Guess his Juicy fruit ran out of juice. He came back for more or his cousin did.Of course its pouring rain right now so I can't go out to give him more just now. Worked great for a week or so.

Lake Stevens, WA(Zone 8a)

I don't know if it worked. It seems to me that moles will sporadically build a new tunnel, creating the mounds, then spend some time feasting in the new area before tunneling again. This is how it seems to work here anyway.

Grants Pass, OR(Zone 8a)

mlm, that seems to be the way it goes here. Gophers will do that also, digging up everything in the yard for a few days or weeks then all of a sudden all activity just stops for a while. I suspect that they just quit making new tunnels and feed on their stashed veggies for awhile.

SeaTac, WA(Zone 8a)

I have a serious pest problem that has just exploded in my gardens! They are all over and getting worse :(. My dog has been eating whatever it is and one day had a big bite mark across his face that I had to take him to the vet for.. My problem is I am too much of an animal lover to deliberately try and kill something, but the way that the holes are getting worse and invading I know it's becoming a problem.. The tunnel system seems to be along the sides of my property, mostly in my border beds and not in my grass. They also seem to run along into under my deck/patio.. I think moles must have made the tunnel system originally because there was mounds at first, so I read to live with them you scoop the excess dirt and they won't create more mounds and holes because you do not block their original ones. But, the new holes seem to be smooth and not mounding.. so another animal must be living there?

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Lake Stevens, WA(Zone 8a)

Hmmm, I am afraid it may be a Basilisk. Those are big holes. And pipes (This is a Harry Potter reference, to a gigantic poisonous snake).

San Antonio, TX(Zone 8a)

My husband knows all about the Basilisk and which movie. He tried to talk apostle tongue to our moles but they didn't answer. They must have their own language and it isn't the same as the Basilisks.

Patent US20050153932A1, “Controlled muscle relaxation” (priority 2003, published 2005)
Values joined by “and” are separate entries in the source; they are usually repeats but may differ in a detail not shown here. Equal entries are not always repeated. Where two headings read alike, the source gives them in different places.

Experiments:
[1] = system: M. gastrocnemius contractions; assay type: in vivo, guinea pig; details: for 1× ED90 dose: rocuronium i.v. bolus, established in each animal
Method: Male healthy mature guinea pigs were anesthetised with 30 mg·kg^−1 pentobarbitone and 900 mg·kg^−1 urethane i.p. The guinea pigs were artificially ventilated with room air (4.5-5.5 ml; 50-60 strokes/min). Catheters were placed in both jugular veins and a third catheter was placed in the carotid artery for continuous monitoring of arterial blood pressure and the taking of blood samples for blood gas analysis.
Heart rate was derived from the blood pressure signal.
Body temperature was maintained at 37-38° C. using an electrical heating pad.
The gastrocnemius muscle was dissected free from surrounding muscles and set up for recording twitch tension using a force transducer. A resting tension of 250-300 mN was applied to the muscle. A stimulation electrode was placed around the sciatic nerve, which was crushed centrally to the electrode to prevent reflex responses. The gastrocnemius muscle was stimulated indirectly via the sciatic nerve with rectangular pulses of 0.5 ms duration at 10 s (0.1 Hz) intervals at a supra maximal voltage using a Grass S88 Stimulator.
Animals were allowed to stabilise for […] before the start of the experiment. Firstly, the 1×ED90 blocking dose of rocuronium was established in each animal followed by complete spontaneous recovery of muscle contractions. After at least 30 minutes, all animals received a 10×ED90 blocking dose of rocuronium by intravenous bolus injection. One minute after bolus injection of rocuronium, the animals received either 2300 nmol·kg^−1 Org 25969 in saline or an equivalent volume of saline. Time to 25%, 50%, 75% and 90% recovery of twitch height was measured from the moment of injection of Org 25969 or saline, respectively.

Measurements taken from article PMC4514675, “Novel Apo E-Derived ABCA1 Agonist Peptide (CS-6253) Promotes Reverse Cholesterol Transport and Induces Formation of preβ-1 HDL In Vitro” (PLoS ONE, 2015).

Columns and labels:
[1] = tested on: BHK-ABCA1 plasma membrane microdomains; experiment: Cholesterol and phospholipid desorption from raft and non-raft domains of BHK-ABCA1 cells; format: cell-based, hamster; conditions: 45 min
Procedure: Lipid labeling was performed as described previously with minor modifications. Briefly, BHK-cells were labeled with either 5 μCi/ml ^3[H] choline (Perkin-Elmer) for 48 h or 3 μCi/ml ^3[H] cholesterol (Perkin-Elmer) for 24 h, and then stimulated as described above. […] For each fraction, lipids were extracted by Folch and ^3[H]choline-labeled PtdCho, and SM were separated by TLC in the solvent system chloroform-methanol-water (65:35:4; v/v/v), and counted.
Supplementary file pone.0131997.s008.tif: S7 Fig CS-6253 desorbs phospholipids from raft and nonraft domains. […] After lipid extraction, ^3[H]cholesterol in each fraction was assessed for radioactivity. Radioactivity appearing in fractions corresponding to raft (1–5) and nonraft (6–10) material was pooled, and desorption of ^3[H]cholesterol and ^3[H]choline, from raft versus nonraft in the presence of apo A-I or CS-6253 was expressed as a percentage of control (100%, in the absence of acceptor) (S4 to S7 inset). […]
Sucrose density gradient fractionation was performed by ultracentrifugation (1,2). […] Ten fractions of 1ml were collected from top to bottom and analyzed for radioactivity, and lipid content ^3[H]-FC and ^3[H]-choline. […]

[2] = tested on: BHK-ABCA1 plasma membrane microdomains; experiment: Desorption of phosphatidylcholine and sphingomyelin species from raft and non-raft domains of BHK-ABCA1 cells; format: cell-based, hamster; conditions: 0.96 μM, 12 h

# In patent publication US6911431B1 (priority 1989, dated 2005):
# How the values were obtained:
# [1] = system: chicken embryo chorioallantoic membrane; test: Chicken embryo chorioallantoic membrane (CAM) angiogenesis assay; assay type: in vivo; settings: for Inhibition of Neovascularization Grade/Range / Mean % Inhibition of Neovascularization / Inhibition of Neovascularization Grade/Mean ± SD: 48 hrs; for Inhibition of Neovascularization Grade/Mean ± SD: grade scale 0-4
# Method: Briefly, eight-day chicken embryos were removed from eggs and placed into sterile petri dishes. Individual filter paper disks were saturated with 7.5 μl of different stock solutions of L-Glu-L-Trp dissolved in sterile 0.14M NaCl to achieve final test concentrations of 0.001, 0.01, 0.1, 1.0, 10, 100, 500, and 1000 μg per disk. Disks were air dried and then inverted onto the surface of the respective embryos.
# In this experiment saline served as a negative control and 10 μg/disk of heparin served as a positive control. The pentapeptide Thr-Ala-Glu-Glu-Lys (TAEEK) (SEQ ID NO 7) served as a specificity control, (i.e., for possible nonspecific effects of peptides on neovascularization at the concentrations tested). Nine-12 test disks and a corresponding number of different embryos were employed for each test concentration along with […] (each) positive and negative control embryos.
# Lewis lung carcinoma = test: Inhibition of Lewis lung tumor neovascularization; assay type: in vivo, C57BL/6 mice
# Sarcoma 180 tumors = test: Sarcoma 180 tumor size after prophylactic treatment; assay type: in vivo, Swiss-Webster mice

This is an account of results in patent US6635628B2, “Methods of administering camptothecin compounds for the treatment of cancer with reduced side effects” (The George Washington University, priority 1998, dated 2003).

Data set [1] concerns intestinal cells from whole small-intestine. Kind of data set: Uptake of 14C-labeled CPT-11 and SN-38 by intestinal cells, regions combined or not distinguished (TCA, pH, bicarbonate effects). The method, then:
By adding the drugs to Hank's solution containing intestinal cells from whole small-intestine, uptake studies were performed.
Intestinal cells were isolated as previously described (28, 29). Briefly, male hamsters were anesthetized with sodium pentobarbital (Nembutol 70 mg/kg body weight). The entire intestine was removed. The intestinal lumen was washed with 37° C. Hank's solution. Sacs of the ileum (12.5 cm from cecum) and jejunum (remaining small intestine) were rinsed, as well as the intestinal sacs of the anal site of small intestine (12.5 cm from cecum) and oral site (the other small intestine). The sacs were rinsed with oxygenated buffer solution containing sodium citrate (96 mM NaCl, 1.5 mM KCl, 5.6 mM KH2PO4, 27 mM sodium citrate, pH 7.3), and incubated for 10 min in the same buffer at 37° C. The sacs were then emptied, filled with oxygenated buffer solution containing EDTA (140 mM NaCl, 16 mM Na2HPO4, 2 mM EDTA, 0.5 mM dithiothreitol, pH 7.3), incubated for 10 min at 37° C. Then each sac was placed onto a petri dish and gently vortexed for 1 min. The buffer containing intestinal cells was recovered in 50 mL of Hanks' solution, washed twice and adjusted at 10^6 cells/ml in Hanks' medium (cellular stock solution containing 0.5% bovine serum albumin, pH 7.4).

I just started noticing the tunnels too, but I am too sick to do anything about it right now. Can't hardly type much less walk or hold a piece of Juicy Fruit gum. That did work when I used it last summer.

SeaTac, WA(Zone 8a)

HAHAHA! lakestevens that is SO funny!

So I have been hunting my yard with a flashlight to try and catch what the animal may be in order to help solve my problem.. I caught a racoon swimming (or walking depending on how shallow he was it was dark) on my beach under my dock! He looked like a juvenile (under 1 year) but still pretty big. I also caught a rat trying, but failing, to go up my bird feeder.. but couldn't because of my baffle.

I am having a tough time thinking the racoon makes such a intricate underground system.. and would have thought raccoons would have eaten rats.. I am sort of afraid to investigate holes further if it is racoons.. but am all for trying the juicy fruit gum, my one worry about the gum is that is may harm my hummingbirds. I watched this youtube video of a person saving a hummingbird stuck to gum on the ground! I have a few families of hummingbirds that live in my trees right above!!

Lake Stevens, WA(Zone 8a)

Ros I agree to be cautious if it may be coons-they will bite if cornered, so don't look too close. Come to think of it, the same goes for basilisks-you can look but only if your eyes are closed. Those of you who don't read childrens books please forgive my juvenile humor. I just can't help it.
Maybe we at DG should all go together and buy a wildlife webcam, to be loaned out to each other. I wonder how much they cost.

Sierra Foothills, CA(Zone 8a)

Oh, what a great idea!

San Antonio, TX(Zone 8a)

With the juicy fruit gum, you slice it in half lengthwise and push it up into the hole with a stick or long poker of some sort then you close off the hole. The moles will eat the gum and go away and I don't want to know what happens to them so long as they are gone away from my yard. Sorry mole lovers. You shouldn't find any remains in your yard. Usually there are no remnants but best laid plans sometimes will fail.

Casper, WY(Zone 4a)

Here in WY we don't have either moles or voiles. When I lived I NY during the 70's, particular Long Island, moles were common. My landlord hired someone to get rid of moles with a trap placed in the main hole. He caught them. Most likely you can buy traps and do the job yourself. The traps kills them.